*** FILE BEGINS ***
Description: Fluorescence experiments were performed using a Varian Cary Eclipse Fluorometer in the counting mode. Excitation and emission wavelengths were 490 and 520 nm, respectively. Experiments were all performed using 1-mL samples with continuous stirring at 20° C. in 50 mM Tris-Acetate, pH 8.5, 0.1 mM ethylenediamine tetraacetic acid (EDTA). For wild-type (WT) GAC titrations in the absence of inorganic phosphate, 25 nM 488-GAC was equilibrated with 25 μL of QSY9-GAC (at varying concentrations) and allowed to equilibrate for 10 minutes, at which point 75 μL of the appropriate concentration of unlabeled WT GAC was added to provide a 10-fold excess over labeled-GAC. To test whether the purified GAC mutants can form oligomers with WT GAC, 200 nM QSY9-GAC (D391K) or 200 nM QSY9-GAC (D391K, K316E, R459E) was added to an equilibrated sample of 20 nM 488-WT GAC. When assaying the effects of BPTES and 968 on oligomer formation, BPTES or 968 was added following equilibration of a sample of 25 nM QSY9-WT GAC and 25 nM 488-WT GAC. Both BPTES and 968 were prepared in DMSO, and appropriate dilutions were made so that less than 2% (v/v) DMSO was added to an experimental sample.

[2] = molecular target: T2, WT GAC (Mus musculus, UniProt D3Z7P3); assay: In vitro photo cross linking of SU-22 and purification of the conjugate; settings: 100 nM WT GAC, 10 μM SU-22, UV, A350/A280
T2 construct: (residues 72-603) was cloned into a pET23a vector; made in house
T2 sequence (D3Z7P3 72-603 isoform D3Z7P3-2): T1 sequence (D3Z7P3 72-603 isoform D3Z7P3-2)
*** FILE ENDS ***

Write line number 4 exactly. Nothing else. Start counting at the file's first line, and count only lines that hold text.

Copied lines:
T2 sequence (D3Z7P3 72-603 isoform D3Z7P3-2): T1 sequence (D3Z7P3 72-603 isoform D3Z7P3-2)